How to paint brass trim for a fireplace

ancient decorative fireplace image by Aleksandr Lobanov from Fotolia.com

Brass trim was once the standard choice in homes for everything from light fixtures to fireplace trim. Today's home builders install the more popular nickel or bronze fixtures and hardware, so brass is no longer considered as stylish as it once was. Homeowners can easily replace most outdated brass fixtures in existing homes, but fireplace trim is difficult to remove and replace. But it can still be updated with the application of a special heatproof spray paint for a modern appearance.

Mix the trisodium phosphate solution according to the label's directions. Wipe the brass trim clean to remove any dirt and soot. Dry with a clean cloth.

Sand the brass trim to roughen the outer surface so the paint will adhere. Brass trim often has a shiny outer coating that makes paint adhesion difficult if not sanded. Wipe the trim with a slightly damp cloth to remove all traces of sanding dust. Wipe dry with a separate lint-free cloth.

Apply the self-adhering plastic dust sheets to all surrounding areas. Self-adhering dust sheets have painter's tape on one or more edges, but use additional painter's tape to help hold the plastic dust sheets in place, especially on vertical surfaces. Use as many self-adhering plastic drop clothes as needed to thoroughly cover the floor, the fireplace mantel and even walls where necessary.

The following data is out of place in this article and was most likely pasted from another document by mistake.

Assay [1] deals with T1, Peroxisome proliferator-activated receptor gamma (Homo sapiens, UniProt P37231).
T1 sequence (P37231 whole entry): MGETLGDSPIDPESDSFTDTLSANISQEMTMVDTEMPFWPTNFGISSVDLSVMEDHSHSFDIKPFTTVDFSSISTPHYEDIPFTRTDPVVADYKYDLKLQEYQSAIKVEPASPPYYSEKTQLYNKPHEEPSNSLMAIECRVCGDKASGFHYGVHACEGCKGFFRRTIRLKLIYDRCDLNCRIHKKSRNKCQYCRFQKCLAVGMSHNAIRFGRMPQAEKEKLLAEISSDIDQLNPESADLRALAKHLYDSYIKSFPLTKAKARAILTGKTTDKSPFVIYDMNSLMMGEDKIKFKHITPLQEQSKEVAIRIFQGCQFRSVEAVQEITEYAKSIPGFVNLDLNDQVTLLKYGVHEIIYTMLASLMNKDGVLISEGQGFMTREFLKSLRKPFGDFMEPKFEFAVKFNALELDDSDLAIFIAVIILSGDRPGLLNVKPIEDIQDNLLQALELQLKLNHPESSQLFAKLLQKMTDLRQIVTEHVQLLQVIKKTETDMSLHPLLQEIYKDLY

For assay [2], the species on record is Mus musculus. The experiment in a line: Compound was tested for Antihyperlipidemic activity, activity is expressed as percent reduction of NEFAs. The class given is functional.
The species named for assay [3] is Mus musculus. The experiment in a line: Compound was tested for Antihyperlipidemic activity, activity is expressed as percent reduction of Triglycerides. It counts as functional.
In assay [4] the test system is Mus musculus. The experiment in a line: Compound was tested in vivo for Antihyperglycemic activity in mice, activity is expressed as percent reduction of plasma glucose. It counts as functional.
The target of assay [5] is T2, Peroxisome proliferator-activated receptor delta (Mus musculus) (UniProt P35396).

Put on the dust mask. Spray-paints are easily inhaled because of the paint mist that drifts during application.

Apply the heatproof spray primer according to the manufacturer's instructions and allow to dry for the time specified on the label.

Follow all directions on the heatproof spray-paint, including shaking the can for the amount of time for proper mixing. Spray a light coat of paint on the brass trim. Several thin coats of paint give better results than one or two thick coats of spray-paint. Let each coat dry before applying the next. Remove the painter's tape and dust sheets after the final coat of paint.

Follow the manufacturer's instructions for curing the paint. The curing process sometimes involves heating the paint for a specified amount of time.

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